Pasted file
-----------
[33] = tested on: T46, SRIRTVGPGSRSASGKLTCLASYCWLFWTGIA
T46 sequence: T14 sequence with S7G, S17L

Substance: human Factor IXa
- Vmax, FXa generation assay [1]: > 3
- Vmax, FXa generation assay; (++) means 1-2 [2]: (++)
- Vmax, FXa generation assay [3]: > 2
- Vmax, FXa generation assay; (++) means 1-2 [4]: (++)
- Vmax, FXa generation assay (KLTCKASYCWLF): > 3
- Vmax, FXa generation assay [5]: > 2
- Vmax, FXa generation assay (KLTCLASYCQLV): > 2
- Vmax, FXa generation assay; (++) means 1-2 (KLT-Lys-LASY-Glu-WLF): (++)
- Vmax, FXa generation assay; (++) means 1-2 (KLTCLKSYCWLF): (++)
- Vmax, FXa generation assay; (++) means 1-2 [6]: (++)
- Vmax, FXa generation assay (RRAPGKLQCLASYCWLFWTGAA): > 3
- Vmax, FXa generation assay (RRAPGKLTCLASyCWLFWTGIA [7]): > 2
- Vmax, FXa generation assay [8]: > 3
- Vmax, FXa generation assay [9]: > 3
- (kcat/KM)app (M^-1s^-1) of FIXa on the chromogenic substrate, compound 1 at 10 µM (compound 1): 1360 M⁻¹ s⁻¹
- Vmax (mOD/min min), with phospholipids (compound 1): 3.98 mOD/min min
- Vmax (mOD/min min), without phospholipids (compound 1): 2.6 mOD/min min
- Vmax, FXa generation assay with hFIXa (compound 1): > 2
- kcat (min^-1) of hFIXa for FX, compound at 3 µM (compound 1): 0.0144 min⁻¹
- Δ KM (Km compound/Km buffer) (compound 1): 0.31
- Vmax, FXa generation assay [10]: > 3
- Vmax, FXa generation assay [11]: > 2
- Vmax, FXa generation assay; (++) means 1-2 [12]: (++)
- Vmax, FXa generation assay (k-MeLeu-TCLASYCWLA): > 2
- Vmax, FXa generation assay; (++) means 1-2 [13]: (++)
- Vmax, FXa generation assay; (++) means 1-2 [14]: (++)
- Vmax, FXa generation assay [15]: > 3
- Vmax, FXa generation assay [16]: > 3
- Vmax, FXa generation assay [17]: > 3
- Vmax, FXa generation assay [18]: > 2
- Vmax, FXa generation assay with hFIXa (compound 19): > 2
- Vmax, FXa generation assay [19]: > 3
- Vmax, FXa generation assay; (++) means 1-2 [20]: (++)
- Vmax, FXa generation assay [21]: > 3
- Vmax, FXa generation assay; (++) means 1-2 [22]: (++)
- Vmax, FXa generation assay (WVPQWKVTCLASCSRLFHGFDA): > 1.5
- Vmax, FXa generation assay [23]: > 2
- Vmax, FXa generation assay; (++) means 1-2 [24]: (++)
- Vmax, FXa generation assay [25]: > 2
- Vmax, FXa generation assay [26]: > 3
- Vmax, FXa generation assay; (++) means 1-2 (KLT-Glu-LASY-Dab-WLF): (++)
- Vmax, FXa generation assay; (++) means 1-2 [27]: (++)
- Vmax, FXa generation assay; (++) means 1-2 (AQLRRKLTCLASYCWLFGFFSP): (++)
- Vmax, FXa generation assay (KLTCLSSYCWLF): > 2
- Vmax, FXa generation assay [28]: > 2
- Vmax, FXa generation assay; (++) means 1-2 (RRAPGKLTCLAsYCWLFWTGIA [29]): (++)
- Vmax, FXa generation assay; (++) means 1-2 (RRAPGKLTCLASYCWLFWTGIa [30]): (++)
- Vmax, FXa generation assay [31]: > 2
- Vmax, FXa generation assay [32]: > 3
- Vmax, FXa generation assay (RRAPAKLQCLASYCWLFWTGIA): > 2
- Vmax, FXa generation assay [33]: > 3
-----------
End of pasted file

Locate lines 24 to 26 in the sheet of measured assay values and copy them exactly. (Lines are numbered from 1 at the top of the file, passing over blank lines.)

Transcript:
- Vmax, FXa generation assay [10]: > 3
- Vmax, FXa generation assay [11]: > 2
- Vmax, FXa generation assay; (++) means 1-2 [12]: (++)